(1) Then drew near unto him . . .—Better, and all the publicans and the sinners were drawing near to hear Him. There is not quite the same direct sequence in the Greek as in the English, but what follows comes naturally after the mention of the “multitudes” in Luke 14:25. Publicans and sinners knew that Jesus had turned, as in indignation, from the house of the Pharisee, and this, it may be, gave them courage to approach Him.
Doth not light a candle, and. . . . seek diligently . . .?—The symbolic meaning of each act lies almost on the surface. To “light the candle” can be nothing else than to put forth the full power of truth and holiness. To “sweep the house” can be nothing else than to use all available means for discovering the possible good that lies hidden or seemingly lost. In the later actual life of the Church, faithful preaching of the word answers to the one, faithful organisation of charity to the other. The rest of the parable is simply an identical reproduction, mutatis mutandis, of the conclusion of the former.
In the immediate application of the parable, the father is the great Father of the souls of men; the elder son represents the respectably religious Pharisees; the younger stands for the class of publicans and sinners. In its subsequent developments it applies to the two types of character which answers to these in any age or country. On a wider scale, but with a less close parallelism, the elder son may stand for Israel according to the flesh; the younger for the whole heathen world. Looking back to the genealogies of Genesis 5:10; Genesis 9:18, and even (according to the true construction of the words) Genesis 10:21, they correspond respectively to the descendants of Shem and those of Japheth. It is obvious from the whole structure of the parable that the elder son cannot represent the unfallen part of God’s creation; and, so far as it goes, this tells against that interpretation of the ninety and nine sheep, or the nine pieces of silver.
Divided unto them his living.—In the normal scale of distribution, the elder son would have as his portion two-thirds of the personal, and possibly also of the real, property, the younger the remainder. In the framework of the story, the father and the elder son become, as it were, tenants in common (Luke 15:31), the former still retaining the general direction of affairs. The state of things so described represents roughly the life of Israel under its theocracy, acknowledging God as its true King and Father.
Riotous.—The exact meaning of the word is prodigal, thriftless.
To a citizen.—Literally, to one of the citizens. In the outer story of the parable, this would emphasise the misery into which the man had fallen. The son of Abraham had to depend upon the bounty of an alien. In the two lines of interpretation, the “citizen” is one who all along has been of the world, worldly, living for no higher end than gain or pleasure. The prodigal is as one who, called to a higher life, has forfeited its blessedness, and now depends for such joy as he is capable of on those who are more completely identified with evil. It is, perhaps, natural that as we diverge more widely from the primary scope of the parable, its application in detail should become more difficult; and looking at the parable, as giving an outline of the history of the human race, one fails to see who answers to the “citizen.” Not the Tempter, the great author of the world’s evil, for the citizen is one of many. Nor is it the part of the citizen here to tempt to evil, but rather to be half-unconsciously God’s instrument in punishing it—half-unconsciously, again, the means of preserving the evil-doer from perishing, and so of making a subsequent deliverance possible. It is truer to facts, therefore, to see in the “citizen” the representative of the wisdom and knowledge, maxims of worldly prudence or principles of ethics without religion, which for a time sustain the soul, and “still the hungry edge of appetite,” and keep it from sinking utterly, while yet they leave it in its wretchedness and do not satisfy its cravings.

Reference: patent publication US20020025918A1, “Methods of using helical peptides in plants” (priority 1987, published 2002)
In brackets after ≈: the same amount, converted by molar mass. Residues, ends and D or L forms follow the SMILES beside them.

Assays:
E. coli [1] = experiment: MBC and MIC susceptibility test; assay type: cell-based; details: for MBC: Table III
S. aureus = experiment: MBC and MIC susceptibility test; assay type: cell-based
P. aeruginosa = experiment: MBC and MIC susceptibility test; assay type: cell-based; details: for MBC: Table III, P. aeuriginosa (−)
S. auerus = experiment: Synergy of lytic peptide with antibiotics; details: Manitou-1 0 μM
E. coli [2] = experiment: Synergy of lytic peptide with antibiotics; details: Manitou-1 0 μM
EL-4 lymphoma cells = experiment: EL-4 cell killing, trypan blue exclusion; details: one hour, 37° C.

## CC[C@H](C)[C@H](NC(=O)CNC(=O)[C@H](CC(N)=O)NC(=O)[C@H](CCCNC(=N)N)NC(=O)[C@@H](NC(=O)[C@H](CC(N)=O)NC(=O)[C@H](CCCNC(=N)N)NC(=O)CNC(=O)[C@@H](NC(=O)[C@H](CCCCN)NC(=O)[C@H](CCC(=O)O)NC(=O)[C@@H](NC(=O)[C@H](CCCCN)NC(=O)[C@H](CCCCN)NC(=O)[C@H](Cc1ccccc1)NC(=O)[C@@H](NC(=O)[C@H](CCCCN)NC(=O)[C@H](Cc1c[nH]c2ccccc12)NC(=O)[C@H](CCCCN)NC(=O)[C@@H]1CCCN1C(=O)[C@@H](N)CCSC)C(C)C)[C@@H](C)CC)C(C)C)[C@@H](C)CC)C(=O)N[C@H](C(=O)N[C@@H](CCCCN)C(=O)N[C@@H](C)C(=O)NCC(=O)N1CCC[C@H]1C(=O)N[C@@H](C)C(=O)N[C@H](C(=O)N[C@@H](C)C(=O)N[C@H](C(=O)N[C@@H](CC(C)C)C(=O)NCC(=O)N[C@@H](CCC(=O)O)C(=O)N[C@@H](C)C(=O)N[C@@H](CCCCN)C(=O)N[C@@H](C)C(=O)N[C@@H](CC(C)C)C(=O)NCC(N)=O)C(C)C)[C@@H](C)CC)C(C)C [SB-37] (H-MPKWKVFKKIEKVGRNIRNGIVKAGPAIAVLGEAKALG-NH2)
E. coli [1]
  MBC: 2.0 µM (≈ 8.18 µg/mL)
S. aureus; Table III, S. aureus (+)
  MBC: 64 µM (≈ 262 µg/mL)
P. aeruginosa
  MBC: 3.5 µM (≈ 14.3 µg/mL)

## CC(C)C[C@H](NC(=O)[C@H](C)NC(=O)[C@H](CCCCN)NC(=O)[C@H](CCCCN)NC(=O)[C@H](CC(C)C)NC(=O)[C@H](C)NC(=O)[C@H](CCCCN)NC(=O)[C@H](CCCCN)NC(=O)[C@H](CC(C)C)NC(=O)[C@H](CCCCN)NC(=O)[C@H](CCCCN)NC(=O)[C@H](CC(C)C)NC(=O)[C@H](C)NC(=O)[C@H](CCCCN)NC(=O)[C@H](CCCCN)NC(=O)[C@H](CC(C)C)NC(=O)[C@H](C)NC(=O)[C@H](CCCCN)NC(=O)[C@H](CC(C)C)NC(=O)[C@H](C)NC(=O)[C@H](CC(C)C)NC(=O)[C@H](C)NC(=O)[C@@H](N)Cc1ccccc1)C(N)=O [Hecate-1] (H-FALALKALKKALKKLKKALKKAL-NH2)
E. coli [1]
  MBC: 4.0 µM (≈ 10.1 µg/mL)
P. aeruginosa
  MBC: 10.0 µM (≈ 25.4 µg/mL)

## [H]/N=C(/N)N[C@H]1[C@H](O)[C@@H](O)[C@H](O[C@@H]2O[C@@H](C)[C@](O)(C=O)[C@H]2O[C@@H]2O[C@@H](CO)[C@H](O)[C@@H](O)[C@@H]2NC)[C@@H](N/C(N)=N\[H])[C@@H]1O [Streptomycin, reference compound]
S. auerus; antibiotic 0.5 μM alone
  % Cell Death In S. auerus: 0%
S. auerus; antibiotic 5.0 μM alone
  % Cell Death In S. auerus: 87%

To feed swine.—We feel at once the shudder that would pass through the hearers of the parable as they listened to these words. Could there be for an Israelite a greater depth of debasement? In the inner teaching of the parable, this perhaps implies a state in which the man’s will and energies have but the one work of ministering to his baser appetites. Such, in the long-run, is the outcome of the wisdom described in the previous note as answering to the “citizen.”
The husks that the swine did eat.—The word is generic, but it is commonly identified with the long bean-like pods of the carob-tree, or Ceratonia siliqua, or St. John’s bread, in which some have seen the “locusts” of Matthew 3:4. They contain a good deal of saccharine matter, and are commonly used as food for swine in Syria and Egypt. Spiritually, they answer to the sensual pleasures in which men who are as the swine, identified with brute appetites, find adequate sustenance. The soul that was born to a higher inheritance cannot so satisfy itself. It seeks to be “like a beast with lower pleasures,” but it is part of the Father’s discipline that that baser satisfaction is beyond its reach.
I have sinned . . .—More strictly, I sinned, as going back in thought to the first act of sin as virtually including all that grew out of it.
All that I have is thine.—More literally, all mine is thine.